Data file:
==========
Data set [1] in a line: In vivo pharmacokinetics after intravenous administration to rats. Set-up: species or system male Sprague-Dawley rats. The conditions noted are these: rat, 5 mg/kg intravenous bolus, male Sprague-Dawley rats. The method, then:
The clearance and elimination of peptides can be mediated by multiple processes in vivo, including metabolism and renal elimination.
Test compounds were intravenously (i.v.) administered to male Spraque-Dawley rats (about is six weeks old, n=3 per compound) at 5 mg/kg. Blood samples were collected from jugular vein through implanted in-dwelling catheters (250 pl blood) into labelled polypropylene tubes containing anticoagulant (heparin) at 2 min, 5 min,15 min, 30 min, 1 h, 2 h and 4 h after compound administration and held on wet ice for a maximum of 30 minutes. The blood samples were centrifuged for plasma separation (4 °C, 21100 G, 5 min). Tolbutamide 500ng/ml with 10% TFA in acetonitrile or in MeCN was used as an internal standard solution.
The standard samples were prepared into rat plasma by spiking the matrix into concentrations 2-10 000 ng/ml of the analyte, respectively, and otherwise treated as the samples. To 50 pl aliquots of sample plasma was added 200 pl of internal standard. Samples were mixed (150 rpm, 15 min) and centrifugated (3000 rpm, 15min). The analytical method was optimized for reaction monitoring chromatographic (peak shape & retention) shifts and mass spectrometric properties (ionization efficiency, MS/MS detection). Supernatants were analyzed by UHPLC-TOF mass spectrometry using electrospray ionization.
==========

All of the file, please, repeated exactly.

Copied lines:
Data set [1] in a line: In vivo pharmacokinetics after intravenous administration to rats. Set-up: species or system male Sprague-Dawley rats. The conditions noted are these: rat, 5 mg/kg intravenous bolus, male Sprague-Dawley rats. The method, then:
The clearance and elimination of peptides can be mediated by multiple processes in vivo, including metabolism and renal elimination.
Test compounds were intravenously (i.v.) administered to male Spraque-Dawley rats (about is six weeks old, n=3 per compound) at 5 mg/kg. Blood samples were collected from jugular vein through implanted in-dwelling catheters (250 pl blood) into labelled polypropylene tubes containing anticoagulant (heparin) at 2 min, 5 min,15 min, 30 min, 1 h, 2 h and 4 h after compound administration and held on wet ice for a maximum of 30 minutes. The blood samples were centrifuged for plasma separation (4 °C, 21100 G, 5 min). Tolbutamide 500ng/ml with 10% TFA in acetonitrile or in MeCN was used as an internal standard solution.
The standard samples were prepared into rat plasma by spiking the matrix into concentrations 2-10 000 ng/ml of the analyte, respectively, and otherwise treated as the samples. To 50 pl aliquots of sample plasma was added 200 pl of internal standard. Samples were mixed (150 rpm, 15 min) and centrifugated (3000 rpm, 15min). The analytical method was optimized for reaction monitoring chromatographic (peak shape & retention) shifts and mass spectrometric properties (ionization efficiency, MS/MS detection). Supernatants were analyzed by UHPLC-TOF mass spectrometry using electrospray ionization.